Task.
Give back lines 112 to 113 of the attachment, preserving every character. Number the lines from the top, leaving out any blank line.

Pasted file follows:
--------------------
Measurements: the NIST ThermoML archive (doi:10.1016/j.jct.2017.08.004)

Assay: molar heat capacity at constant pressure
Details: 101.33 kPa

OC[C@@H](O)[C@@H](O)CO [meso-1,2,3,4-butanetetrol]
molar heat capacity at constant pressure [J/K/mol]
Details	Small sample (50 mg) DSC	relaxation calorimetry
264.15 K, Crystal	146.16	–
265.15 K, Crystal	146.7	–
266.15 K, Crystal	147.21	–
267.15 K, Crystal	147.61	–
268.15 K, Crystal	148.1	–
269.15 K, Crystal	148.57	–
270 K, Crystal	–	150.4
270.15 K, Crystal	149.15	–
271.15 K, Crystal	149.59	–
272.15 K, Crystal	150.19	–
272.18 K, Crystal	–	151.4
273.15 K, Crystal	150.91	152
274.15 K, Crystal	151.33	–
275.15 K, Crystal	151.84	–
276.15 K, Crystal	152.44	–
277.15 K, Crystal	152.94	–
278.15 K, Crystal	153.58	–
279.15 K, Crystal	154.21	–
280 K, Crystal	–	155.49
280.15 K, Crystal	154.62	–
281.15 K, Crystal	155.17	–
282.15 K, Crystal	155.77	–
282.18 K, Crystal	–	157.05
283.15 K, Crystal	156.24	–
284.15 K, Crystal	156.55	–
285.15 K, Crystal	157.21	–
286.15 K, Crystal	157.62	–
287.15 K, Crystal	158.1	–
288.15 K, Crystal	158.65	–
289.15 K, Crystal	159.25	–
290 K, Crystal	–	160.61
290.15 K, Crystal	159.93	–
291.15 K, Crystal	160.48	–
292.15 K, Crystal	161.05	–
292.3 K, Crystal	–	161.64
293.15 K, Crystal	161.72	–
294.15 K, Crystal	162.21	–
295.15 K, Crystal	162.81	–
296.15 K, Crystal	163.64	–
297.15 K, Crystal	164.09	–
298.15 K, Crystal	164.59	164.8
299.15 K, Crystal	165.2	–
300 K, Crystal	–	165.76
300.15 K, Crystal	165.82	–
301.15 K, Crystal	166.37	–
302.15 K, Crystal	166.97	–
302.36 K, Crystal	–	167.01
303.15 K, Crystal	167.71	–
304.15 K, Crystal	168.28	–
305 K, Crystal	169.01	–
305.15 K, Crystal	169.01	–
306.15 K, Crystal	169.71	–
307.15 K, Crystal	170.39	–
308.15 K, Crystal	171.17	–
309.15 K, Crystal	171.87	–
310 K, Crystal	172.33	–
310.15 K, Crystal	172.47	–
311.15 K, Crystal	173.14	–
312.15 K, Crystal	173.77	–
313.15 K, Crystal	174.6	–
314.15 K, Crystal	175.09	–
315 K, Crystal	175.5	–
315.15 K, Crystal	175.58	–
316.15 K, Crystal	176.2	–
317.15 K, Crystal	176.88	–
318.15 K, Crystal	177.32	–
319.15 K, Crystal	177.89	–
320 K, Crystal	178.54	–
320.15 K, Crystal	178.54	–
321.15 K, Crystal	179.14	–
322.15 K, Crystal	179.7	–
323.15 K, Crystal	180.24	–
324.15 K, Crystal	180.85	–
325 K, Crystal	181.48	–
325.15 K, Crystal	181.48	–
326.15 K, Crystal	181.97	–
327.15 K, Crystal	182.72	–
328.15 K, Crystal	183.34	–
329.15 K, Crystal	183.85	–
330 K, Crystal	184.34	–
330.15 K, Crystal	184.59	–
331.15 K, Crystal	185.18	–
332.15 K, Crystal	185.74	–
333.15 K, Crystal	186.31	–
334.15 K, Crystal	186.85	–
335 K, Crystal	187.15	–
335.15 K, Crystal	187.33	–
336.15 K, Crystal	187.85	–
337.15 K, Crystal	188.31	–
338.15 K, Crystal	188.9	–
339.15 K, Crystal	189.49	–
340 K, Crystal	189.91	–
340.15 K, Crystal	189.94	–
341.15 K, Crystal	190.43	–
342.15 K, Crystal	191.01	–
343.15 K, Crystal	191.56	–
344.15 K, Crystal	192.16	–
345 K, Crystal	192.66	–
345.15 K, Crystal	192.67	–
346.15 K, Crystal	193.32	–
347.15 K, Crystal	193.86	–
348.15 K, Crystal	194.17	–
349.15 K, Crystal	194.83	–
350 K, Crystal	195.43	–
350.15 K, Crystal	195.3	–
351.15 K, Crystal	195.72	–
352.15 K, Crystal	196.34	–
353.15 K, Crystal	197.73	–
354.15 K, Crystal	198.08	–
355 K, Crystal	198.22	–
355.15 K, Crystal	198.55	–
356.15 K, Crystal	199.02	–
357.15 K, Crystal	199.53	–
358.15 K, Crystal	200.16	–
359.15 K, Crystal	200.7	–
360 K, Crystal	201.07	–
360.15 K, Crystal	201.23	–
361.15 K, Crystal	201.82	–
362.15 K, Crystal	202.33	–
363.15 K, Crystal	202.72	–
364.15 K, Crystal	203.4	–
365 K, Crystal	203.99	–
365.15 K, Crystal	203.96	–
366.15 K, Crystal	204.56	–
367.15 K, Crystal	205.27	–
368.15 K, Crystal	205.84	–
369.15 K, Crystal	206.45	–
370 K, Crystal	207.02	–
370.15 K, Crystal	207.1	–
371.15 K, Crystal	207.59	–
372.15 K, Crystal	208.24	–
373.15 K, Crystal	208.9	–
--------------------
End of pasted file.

351.15 K, Crystal	195.72	–
352.15 K, Crystal	196.34	–